My second Mac

Al Kossow aek at
Mon Jan 8 12:37:10 CST 2007

 >> Beyond that, you can easily spend more upgrading than a faster newer
 >> machine would cost you on the used market.   That said...
 > Nah, I'm just trying to figure out the Mac "culture".  I want to get
 > my currently unused workstation monitor on the G3 and poke around a
 > bit.

Forget about OS X then, and think about the evolution of a computer from
a 128K 68000 through a G4 with a gigabyte of memory.

There are still applications that will run on the last version of OS 9 
that were written for the original Mac.

Mac users would typically have many times the number of applications 
than a Windows user, mostly because most had no installation 
requirements other than dragging the app onto the system. Drivers and 
system extensions were easily added by putting them in the Extensions
folder inside of System. The way some of them worked (patching into
system calls) sometimes resulted in system conflicts.

The biggest problem in the 68K Mac world was a holdover from the 
earliest days of trying to fit into a tiny memory footprint. The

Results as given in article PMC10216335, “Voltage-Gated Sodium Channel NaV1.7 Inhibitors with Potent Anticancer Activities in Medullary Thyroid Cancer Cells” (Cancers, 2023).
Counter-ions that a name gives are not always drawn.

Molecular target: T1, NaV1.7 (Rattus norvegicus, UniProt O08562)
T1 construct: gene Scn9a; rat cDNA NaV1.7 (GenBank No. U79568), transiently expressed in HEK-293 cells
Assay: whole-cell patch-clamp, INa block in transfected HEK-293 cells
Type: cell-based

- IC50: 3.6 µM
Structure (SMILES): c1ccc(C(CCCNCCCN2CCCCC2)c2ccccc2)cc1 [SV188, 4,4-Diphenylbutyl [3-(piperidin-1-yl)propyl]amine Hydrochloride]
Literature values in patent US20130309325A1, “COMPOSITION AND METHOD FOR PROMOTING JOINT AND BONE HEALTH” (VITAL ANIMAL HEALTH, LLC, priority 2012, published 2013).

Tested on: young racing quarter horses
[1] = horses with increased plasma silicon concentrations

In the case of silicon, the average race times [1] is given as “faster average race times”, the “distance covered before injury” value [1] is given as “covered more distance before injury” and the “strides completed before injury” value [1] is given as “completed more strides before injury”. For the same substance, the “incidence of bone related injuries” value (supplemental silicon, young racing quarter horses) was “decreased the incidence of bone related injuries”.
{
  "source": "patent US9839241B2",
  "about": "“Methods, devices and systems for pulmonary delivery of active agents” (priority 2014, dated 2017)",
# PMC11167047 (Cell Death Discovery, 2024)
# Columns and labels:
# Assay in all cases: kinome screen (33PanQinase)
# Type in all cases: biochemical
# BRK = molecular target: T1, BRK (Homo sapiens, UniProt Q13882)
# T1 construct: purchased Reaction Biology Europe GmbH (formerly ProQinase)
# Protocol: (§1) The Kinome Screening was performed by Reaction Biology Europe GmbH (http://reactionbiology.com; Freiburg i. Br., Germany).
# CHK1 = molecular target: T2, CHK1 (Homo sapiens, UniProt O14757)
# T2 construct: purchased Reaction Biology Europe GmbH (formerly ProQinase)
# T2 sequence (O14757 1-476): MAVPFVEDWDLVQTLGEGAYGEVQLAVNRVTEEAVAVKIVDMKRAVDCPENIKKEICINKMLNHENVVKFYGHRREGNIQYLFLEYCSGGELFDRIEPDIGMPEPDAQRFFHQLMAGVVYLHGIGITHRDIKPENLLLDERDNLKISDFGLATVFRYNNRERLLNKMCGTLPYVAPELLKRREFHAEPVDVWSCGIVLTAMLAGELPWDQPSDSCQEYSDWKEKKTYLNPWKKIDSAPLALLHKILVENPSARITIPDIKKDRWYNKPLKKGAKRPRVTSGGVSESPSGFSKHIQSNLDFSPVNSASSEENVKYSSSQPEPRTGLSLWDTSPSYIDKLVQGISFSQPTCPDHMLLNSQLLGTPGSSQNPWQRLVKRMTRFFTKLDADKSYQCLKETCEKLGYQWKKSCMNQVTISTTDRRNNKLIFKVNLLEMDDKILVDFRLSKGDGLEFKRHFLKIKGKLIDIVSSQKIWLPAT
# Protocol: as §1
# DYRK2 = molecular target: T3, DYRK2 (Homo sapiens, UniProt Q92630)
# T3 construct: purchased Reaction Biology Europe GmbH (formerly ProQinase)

flat 68K address space was segmented to create position independent
code chunks that could move around as the system compacted memory.
Unfortunately, the data space was also segmented, so the APIs often had
64K restrictions on data areas.

PPC Macs got rid of that, and went to a flat memory model, which made
programming applications with large code/data footprints MUCH easier.

The big problem with the MacOS was there really was no architecture.

Features were tacked on, including things like two different shared
library architecutres on PPC because they evolved through two different
devlopment groups. In the end the API was a "Mactintosh Mystery House",
with dead-end APIs, and APIs that were bloated and ridiculously 
over-engineered (Comm Toolbox, for instance).

Adherence to backwards compatibility really was why it was impossible 
for Apple to come up with a replacement for MacOS until someone (Jobs)
finally cut the cord. This was impossible from the bottom up, no one at
the top was willing to have old applications break en mass.

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